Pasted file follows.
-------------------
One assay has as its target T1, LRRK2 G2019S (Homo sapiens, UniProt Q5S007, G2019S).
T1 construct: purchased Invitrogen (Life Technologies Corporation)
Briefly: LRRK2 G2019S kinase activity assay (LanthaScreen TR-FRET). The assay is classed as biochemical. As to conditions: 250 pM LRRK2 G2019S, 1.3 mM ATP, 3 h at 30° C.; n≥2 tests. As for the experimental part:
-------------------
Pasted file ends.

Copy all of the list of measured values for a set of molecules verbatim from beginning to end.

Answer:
One assay has as its target T1, LRRK2 G2019S (Homo sapiens, UniProt Q5S007, G2019S).
T1 construct: purchased Invitrogen (Life Technologies Corporation)
Briefly: LRRK2 G2019S kinase activity assay (LanthaScreen TR-FRET). The assay is classed as biochemical. As to conditions: 250 pM LRRK2 G2019S, 1.3 mM ATP, 3 h at 30° C.; n≥2 tests. As for the experimental part: